As to the pacing? Well, that’s a different story. As a fan of naked ladies it’s almost painful to write that there’s a prolonged scene here showing all of the girls at play in the brothel that just goes on too long. Oh sure, they’re all goofing around in the buff, which is awesome, but it brings the story to a grinding halt for what feels like a good fifteen-minutes. There’s plenty of eye candy in this sequence but it adds nothing to the plot. Still, the rest of the film is pretty great if you can appreciate Wood’s unique take on ‘erotic.’ The girls admittedly are all very nice looking but outside of that we get weird Woodian touches like the inclusion of a gay couple, Wood himself in drag, a heroin user and some occasional instances of light kink. It’s all strictly softcore but that just adds to the film’s playful charm (and it is very much a playful picture, everyone on camera seems to be having a blast).

    Like most of Wood’s movies, especially his adult material, this one looks like it was made for about the cost of a good lunch but it’s got that charm that makes his films so appealing to a certain segment of cult film fandom. Not only does it serve as a fantastic showcase for early seventies boudoir fashion but it shows off a few recognizable Los Angeles locations (“Hey look, The Brown Derby!”) and a genuinely awesome score. The script is also pretty funny sometimes, playing up a lot of goofy sex jokes but really giving Wood a lot to work with in terms of the narration. There’s an attempt here to craft something akin to a softcore take on a classic film noir. It never really works out, things never did for poor Ed, but you’ve got to admire the guy for trying.

    Oh, and at one point a woman colors her nipples with lipstick, draws a flower on her lower stomach above her crotch and then makes polka-dots all over her ass cheeks.

    Take It Out In Trade – Blu-ray Review:

    AGFA brings this long-lost oddity to Blu-ray framed at 1.33.1 taken from a ‘new 2K preservation from the only 16mm theatrical print in existence!’ The AVC encoded 1080p presentation looks surprisingly good for what it is. Yeah, there’s print damage noticeable throughout but the image is stable and colorful. There aren’t any noticeable issues with compression nor is there any noise reduction evident here – this looks quite filmic. It’s grain, as you’d expect it to be, but naturally so. Colors are nicely reproduced and if black levels aren’t reference quality they’re still pretty solid. The near constant parade of flesh on display also looks as it should, never too pink and never waxy. All in all, given the film’s completely scattershot history, it’s actually surprising to see it look as good as it does here.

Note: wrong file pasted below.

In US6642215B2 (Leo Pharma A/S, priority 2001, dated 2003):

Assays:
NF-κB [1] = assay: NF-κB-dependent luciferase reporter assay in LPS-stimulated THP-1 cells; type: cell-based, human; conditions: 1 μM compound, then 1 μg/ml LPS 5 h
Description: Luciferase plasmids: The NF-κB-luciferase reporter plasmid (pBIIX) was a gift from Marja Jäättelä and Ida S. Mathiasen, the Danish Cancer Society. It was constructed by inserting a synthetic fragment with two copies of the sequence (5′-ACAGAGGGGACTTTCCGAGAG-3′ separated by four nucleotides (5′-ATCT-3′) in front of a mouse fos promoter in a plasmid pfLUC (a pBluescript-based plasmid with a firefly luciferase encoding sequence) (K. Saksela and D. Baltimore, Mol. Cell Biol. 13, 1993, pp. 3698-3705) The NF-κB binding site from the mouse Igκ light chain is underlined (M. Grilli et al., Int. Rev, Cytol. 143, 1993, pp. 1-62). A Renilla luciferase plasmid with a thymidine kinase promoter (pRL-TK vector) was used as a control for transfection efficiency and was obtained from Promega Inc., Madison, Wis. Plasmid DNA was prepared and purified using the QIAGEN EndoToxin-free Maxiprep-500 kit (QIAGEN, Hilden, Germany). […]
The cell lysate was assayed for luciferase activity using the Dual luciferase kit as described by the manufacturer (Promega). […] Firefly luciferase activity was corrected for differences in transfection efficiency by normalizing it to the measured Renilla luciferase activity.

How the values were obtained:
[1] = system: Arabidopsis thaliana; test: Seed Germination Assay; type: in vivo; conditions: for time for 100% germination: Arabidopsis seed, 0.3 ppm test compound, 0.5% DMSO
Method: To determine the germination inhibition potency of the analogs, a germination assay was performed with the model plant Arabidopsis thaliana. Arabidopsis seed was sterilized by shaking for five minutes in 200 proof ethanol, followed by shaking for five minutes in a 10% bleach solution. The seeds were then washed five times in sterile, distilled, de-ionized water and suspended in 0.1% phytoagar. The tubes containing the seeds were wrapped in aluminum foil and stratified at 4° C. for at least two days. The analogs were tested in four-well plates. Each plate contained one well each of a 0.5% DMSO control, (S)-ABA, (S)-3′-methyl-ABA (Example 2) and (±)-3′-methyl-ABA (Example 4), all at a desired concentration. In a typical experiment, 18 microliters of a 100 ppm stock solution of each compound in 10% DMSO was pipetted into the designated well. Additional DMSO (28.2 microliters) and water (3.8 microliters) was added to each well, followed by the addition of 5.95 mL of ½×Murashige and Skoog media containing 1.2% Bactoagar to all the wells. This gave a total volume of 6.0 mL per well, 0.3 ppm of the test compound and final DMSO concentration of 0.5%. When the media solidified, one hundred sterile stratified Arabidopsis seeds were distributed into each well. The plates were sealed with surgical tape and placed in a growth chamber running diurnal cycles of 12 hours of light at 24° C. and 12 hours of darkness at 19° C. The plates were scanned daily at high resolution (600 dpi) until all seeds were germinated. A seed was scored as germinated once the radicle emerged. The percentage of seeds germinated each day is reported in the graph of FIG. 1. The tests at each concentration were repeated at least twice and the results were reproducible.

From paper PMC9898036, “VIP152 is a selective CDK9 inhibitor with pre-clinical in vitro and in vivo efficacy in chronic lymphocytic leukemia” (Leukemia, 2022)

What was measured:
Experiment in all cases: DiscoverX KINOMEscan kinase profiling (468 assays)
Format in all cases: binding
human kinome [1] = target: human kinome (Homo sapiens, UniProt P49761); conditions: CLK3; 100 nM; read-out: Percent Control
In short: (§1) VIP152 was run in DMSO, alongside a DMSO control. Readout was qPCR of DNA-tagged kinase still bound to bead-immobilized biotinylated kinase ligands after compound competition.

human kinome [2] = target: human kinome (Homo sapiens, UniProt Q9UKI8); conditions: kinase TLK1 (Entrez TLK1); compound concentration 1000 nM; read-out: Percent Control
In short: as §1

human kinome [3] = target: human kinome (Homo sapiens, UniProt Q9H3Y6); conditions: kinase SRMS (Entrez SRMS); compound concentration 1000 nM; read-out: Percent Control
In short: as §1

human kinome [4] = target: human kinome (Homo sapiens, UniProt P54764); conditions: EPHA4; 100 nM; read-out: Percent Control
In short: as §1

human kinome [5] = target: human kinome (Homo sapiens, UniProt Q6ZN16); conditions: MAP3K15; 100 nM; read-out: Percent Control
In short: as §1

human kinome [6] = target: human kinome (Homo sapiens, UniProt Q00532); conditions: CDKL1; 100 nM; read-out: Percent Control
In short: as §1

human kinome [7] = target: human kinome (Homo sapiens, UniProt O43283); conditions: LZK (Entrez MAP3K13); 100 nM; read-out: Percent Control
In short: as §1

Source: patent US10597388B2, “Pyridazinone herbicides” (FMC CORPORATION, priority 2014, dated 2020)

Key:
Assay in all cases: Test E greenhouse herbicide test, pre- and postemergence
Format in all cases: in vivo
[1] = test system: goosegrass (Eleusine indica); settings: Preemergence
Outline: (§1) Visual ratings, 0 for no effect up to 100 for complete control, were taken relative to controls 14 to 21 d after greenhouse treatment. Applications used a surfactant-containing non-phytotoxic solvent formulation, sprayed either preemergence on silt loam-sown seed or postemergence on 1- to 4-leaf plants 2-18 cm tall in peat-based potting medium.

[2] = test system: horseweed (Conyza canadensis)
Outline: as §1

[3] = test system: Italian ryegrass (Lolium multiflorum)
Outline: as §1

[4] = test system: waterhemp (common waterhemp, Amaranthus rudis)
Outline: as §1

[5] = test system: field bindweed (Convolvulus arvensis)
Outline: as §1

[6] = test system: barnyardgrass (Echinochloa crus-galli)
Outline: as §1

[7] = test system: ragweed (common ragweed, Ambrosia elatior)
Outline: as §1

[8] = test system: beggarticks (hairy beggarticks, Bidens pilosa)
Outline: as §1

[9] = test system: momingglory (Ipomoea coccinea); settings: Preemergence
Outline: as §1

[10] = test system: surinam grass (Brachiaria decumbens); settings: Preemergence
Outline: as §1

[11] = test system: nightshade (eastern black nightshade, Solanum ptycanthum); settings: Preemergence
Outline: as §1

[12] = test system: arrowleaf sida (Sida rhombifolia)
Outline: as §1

The DTS-HD Mono track is fine despite some occasional hiss and one or two instances where the dialogue is a little echoey. Levels are properly balanced and the track is clean enough that you’ll have no trouble following it. The score sounds pretty solid here too. Unfortunately, there are no subtitle options provided.

    Extras start off with an all-new commentary track with filmmaker Frank Henenlotter, Ed Wood biographer Rudolph Grey (the author of Nightmare of Ecstasy- The Life and Art of Edward D. Wood, Jr.), and AGFA's Joseph A. Ziemba. It’s a good track with a lot of information given here about the history of the film, what happened to it after it was made and how it wound up where it is now. They talk about Wood’s career at the time, that this was his first directorial feature since 1960’s The Sinister Urge, and about the state of his life away from the camera as well. There’s lots of talk about the different players that appear on screen, where some of them have appeared in other films and their respective connections to Wood where applicable. It’s detailed and informative and a good listen – these three have a good vibe going, with Henenlotter and Ziemba doing a nice job of keeping the pace going when Grey occasionally quiets down.